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Paul Roazen: The historian of the psychoanalytic movement (Obit.)

Historians in the News




"All I can say is that Roazen is a menace whatever he writes," wrote an exasperated Anna Freud, referring to Paul Roazen, the historian of the psychoanalytic movement who died November 3.

In fact, Roazen was an exemplary scholar who opened up new avenues of inquiry regarding the founding and development of psychoanalysis. He posed questions that had never been asked before and, by dint of scholarly fact-checking, he corrected errors in the historical record, and in his own early works.

Based in Cambridge, Roazen could periodically be found at the Library of Congress in Washington, DC, examining newly opened records in the Library's Freud collection, portions of which remain sealed for years to come. And his traces are all over the occasionally fierce historical debates over psychoanalysis in the last three decades.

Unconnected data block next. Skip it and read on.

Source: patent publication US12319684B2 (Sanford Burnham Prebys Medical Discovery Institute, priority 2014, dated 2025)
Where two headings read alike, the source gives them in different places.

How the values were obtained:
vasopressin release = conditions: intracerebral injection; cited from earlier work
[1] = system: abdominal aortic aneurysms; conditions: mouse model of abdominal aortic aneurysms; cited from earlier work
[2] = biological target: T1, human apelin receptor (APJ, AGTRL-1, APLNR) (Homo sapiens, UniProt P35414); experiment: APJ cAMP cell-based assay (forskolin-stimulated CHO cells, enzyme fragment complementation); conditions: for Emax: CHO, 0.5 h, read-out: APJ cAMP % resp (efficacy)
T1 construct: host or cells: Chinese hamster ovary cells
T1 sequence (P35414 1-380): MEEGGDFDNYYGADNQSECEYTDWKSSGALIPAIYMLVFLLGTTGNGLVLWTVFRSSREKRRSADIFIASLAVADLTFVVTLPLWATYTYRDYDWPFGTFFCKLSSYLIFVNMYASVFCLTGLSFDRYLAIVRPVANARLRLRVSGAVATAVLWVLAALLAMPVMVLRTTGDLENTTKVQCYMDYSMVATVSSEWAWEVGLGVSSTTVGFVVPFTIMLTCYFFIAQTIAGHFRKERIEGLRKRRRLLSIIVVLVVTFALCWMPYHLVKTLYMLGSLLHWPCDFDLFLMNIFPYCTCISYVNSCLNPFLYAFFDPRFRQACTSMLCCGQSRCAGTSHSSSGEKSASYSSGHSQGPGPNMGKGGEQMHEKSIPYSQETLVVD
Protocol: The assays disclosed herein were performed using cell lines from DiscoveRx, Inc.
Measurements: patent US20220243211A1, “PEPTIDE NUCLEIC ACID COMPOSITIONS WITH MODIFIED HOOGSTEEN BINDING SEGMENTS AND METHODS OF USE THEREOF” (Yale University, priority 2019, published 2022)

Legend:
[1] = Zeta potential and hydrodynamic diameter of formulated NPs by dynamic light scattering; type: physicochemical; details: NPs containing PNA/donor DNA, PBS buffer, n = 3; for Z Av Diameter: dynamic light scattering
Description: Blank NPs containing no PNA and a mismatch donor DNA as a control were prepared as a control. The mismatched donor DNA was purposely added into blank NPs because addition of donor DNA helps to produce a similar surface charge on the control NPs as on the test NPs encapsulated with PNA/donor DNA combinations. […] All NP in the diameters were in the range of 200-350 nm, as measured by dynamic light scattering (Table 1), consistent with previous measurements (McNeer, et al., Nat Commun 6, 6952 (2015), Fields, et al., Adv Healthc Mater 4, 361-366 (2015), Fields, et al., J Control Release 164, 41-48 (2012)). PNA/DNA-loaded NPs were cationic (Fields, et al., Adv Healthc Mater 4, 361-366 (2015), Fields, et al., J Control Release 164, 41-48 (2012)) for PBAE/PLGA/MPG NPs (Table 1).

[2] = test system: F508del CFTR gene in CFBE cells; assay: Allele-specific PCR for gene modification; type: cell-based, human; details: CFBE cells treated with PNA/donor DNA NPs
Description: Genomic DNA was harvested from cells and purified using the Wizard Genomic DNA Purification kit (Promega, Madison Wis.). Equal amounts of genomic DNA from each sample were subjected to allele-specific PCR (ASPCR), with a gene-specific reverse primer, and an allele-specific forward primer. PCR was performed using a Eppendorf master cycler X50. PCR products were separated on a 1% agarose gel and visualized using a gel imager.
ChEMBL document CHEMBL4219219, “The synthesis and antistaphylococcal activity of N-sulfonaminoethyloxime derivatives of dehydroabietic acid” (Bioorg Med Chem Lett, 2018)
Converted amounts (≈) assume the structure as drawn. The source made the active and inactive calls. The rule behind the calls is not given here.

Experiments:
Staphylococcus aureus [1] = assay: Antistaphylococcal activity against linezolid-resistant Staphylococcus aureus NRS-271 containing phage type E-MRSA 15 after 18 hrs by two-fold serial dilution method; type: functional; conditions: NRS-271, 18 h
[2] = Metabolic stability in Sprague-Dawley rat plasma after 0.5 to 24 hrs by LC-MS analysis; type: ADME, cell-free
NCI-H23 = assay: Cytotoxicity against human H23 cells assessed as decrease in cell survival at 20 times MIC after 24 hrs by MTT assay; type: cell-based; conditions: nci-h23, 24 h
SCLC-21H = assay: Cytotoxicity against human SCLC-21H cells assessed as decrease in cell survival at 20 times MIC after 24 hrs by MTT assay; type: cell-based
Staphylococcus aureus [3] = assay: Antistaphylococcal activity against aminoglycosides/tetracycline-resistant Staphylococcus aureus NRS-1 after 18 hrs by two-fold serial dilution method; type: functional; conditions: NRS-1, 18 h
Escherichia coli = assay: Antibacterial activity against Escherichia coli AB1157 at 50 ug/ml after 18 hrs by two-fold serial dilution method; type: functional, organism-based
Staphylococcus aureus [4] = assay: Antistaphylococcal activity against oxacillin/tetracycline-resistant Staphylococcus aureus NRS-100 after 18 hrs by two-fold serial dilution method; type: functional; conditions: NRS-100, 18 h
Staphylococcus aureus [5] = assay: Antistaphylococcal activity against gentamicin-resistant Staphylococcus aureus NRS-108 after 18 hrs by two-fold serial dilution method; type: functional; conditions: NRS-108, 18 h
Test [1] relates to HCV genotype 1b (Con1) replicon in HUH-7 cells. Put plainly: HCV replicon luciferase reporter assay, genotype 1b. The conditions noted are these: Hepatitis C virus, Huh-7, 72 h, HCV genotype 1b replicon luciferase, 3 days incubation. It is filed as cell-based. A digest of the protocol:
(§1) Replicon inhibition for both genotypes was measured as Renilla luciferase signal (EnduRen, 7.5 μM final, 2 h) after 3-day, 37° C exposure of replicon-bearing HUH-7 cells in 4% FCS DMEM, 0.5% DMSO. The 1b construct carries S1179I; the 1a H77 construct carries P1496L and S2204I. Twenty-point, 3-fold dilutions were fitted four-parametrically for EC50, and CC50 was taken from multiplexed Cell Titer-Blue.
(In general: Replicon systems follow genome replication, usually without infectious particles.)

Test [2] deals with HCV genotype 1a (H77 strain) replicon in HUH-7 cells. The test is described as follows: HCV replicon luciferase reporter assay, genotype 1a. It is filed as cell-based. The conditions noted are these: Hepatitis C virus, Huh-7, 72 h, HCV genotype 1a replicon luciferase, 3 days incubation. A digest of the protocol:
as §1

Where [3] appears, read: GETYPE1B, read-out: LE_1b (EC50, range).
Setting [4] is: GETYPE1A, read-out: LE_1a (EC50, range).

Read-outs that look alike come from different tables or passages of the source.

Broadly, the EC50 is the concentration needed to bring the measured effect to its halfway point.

"Real work entails, in my view, a willingness to engage in controversy," he once wrote. "Although acrimony in itself should seem undesirable, it is often necessary to combat what one genuinely regards as mischievous." (On the Freud Watch, 2003, p. 123).
Read entire article at Secrecy News, the newsletter written by Steven Aftergood and published by the Federation of American Scientists

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